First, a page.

This book was a New York Times Notable Book of The Year and Los Angeles Times Best Book of The Year. Jose Saramago was born in 1922 and awarded the Nobel Prize of Literature in 1998.
Aldous Huxley’s tour de force, Brace New Wold is a darkly satiric vision of a “utopian” future — where humans are genetically bred and pharmaceutically anesthetized to passicely serve a ruling order. A powerful work of speculative fiction that has enthralled and terrified readers for generations, it remains remarkably relevant to this day as both a warning to be heeded as we head into tomorrow and as thought-provoking, satisfying entertainment.
Bursting with energy and an immense love of nature, Heidi proves to have remarkable, transforming powers over those people closest to her, including Clara, a handicapped young lady from a wealthy German family, Peter, a goatherd, and his blind grandmother. Even Heidi’s pessimistic grandfather eventually accepts and enjoys the healing effects of Heidi’s innocence, sensitivity, and love.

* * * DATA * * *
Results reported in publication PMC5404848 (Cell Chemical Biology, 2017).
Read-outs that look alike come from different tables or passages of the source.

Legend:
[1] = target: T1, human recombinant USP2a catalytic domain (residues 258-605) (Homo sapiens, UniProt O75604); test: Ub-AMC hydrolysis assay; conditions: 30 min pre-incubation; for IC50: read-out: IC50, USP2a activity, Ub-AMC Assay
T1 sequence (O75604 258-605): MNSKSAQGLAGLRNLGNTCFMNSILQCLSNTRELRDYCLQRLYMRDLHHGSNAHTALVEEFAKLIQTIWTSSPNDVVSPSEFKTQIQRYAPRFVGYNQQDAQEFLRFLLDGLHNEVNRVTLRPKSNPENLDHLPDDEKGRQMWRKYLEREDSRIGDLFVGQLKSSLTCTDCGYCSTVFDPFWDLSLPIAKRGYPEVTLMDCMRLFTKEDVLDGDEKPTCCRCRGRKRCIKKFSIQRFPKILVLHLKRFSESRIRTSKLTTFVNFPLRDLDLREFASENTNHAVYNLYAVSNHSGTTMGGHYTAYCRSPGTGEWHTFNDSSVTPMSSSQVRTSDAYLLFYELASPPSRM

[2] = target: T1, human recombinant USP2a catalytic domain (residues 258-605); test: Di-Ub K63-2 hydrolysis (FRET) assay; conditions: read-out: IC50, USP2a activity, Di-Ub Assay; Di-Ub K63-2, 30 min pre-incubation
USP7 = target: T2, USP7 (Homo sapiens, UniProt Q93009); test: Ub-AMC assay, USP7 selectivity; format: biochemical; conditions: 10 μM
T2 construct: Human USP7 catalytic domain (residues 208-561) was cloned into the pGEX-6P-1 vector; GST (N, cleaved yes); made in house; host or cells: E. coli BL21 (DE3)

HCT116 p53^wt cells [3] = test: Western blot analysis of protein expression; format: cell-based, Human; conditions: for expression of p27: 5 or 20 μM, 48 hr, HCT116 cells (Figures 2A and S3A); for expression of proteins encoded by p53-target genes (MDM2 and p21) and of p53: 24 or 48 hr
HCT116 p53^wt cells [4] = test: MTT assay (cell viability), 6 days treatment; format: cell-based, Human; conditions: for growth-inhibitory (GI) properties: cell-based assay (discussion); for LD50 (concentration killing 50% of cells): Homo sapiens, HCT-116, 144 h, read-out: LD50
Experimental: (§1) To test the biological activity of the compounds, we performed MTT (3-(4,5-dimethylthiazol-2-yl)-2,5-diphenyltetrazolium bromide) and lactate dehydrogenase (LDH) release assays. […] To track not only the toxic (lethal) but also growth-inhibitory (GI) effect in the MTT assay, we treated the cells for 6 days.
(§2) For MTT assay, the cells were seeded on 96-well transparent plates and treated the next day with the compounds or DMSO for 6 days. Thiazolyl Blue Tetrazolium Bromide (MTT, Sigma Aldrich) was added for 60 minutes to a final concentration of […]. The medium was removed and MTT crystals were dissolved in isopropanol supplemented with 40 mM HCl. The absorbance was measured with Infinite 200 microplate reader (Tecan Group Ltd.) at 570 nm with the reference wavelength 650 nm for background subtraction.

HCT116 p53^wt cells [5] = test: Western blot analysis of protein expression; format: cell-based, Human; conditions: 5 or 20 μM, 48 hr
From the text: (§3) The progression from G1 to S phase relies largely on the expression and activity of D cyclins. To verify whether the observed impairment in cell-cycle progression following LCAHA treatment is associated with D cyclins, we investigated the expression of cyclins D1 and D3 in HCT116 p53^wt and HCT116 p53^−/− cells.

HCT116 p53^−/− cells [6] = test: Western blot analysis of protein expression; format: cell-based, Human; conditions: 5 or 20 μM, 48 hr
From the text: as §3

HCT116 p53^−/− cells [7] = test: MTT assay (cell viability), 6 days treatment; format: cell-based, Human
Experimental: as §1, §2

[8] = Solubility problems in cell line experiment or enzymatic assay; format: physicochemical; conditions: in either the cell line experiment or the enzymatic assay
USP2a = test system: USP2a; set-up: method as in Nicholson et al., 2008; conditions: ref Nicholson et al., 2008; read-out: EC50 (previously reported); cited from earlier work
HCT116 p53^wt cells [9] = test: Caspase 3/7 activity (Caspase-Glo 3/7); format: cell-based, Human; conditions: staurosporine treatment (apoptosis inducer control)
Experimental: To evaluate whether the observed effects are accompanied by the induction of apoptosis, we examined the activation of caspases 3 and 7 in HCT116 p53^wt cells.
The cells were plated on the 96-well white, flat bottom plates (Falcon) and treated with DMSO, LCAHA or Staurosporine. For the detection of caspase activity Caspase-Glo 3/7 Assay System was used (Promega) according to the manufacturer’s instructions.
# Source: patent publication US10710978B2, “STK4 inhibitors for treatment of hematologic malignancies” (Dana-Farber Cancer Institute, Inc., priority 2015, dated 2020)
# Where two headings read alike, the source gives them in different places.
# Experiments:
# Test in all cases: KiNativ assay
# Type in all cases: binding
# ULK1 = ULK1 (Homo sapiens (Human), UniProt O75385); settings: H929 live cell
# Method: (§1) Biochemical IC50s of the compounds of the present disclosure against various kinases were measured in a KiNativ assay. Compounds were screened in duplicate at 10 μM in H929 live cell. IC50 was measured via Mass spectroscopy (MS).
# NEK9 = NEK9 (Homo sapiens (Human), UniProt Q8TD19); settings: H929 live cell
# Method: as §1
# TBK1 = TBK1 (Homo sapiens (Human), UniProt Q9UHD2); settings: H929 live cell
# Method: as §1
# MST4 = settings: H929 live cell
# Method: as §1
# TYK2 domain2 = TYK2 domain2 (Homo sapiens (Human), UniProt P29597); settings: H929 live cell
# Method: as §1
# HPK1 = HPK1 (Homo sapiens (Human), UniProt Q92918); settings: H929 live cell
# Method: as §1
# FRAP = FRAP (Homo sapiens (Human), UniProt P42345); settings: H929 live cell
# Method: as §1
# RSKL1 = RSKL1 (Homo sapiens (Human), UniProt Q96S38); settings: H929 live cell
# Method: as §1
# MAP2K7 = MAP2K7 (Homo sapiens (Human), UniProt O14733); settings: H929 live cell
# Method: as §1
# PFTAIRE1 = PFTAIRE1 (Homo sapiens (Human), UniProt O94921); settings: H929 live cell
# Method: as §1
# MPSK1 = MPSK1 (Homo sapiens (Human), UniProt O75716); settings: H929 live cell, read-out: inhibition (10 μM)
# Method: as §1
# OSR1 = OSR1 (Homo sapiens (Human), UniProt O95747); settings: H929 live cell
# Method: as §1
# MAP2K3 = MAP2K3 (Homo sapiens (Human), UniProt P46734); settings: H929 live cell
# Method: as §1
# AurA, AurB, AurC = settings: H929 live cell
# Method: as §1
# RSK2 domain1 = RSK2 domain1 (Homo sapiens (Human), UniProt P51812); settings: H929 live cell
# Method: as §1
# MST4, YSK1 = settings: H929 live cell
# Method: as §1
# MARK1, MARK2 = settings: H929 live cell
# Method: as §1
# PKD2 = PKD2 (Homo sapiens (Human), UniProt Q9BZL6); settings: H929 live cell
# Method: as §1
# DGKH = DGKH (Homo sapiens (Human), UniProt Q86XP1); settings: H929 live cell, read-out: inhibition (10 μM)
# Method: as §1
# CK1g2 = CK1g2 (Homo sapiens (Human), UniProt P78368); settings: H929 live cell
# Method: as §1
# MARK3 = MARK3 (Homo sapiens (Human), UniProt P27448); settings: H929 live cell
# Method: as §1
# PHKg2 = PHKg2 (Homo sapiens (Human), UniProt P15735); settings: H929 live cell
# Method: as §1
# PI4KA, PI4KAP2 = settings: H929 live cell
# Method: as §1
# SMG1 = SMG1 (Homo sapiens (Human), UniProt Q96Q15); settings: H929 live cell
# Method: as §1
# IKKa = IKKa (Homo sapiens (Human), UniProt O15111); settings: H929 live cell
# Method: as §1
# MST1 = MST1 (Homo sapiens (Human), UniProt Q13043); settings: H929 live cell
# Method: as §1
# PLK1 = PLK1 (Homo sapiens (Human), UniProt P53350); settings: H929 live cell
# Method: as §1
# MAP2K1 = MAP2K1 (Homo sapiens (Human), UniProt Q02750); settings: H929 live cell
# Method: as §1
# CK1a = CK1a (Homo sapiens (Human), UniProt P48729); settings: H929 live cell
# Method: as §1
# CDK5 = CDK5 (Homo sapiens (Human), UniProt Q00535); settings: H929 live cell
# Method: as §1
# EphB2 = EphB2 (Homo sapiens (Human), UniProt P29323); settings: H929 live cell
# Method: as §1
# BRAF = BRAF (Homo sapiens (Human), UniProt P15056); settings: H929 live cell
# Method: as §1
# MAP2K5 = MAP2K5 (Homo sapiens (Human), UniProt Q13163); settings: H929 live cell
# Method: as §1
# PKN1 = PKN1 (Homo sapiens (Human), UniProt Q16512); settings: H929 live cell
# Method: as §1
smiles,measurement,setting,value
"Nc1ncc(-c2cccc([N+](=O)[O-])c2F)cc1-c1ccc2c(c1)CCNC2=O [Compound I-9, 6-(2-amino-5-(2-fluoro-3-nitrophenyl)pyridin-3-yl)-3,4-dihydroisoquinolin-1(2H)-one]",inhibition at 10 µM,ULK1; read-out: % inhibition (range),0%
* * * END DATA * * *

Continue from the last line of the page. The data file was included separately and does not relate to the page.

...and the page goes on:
The scene is Australia, in the 1920s. The central figure is a writer, Richard Lovat Somers, seeking horizons of more width and promise than those of moribund Europe — and so, with his wife, Harriet, he has come to discover for himself the people and the way of life of this vast land of opportunity.
Jim Dixon has accidentally fallen into a job at one of Britain’s new red brick universities. A moderately successful future in the History Department beckons. As long as Jim can survive a madrigal-singin weekend at Professor Welch’s, deliver a lecture on ‘Merrie England’ and resist Christine, the hopelessly desirable girlfriend of Welch’s awful son Bertrand.
By Dai Sijie
A rapturous and uproarious collision of East and West, a novel about the dream of love and the love of dreams. Fresh from eleven years in Paris studying Freud, bookish Mr. Muo returns to China to spread the gospel psychoanalysis. His secret purpose is to free his college sweetheart from prison. To do so he has to get on the food side of the bloodthirsty Judge Di, and to accomplish that he must provide the judge with a virgin maiden.
This may prove difficult in a China that has embraced Western sexual mores along with capitalism — since Muo, while indisputably a romantic, is no ladies’ man. Tender, laugh-out-loud funny, and unexpectedly wise. Mr. Muo’s Travelling Couch introduces a hero as endearingly inept as Inspector Clouseau and as valiant as Don Quixote.
By Ken Kesey